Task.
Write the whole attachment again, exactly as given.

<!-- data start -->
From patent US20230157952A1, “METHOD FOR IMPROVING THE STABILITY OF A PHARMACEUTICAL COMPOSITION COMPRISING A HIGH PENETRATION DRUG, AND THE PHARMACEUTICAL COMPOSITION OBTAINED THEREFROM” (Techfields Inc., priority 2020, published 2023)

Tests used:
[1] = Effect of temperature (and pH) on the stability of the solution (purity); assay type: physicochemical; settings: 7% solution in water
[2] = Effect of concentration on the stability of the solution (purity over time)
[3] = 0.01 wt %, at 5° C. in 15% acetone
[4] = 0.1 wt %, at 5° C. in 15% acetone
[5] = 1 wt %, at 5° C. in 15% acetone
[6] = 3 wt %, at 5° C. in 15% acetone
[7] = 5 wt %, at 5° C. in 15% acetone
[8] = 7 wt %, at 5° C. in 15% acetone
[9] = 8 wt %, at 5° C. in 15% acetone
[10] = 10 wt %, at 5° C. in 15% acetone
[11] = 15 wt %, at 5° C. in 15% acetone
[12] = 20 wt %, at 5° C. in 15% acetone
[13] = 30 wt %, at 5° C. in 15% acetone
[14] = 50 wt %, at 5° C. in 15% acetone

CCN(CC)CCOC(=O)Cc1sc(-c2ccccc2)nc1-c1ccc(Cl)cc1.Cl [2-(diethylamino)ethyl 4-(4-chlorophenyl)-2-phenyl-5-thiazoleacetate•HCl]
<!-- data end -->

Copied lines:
From patent US20230157952A1, “METHOD FOR IMPROVING THE STABILITY OF A PHARMACEUTICAL COMPOSITION COMPRISING A HIGH PENETRATION DRUG, AND THE PHARMACEUTICAL COMPOSITION OBTAINED THEREFROM” (Techfields Inc., priority 2020, published 2023)

Tests used:
[1] = Effect of temperature (and pH) on the stability of the solution (purity); assay type: physicochemical; settings: 7% solution in water
[2] = Effect of concentration on the stability of the solution (purity over time)
[3] = 0.01 wt %, at 5° C. in 15% acetone
[4] = 0.1 wt %, at 5° C. in 15% acetone
[5] = 1 wt %, at 5° C. in 15% acetone
[6] = 3 wt %, at 5° C. in 15% acetone
[7] = 5 wt %, at 5° C. in 15% acetone
[8] = 7 wt %, at 5° C. in 15% acetone
[9] = 8 wt %, at 5° C. in 15% acetone
[10] = 10 wt %, at 5° C. in 15% acetone
[11] = 15 wt %, at 5° C. in 15% acetone
[12] = 20 wt %, at 5° C. in 15% acetone
[13] = 30 wt %, at 5° C. in 15% acetone
[14] = 50 wt %, at 5° C. in 15% acetone

CCN(CC)CCOC(=O)Cc1sc(-c2ccccc2)nc1-c1ccc(Cl)cc1.Cl [2-(diethylamino)ethyl 4-(4-chlorophenyl)-2-phenyl-5-thiazoleacetate•HCl]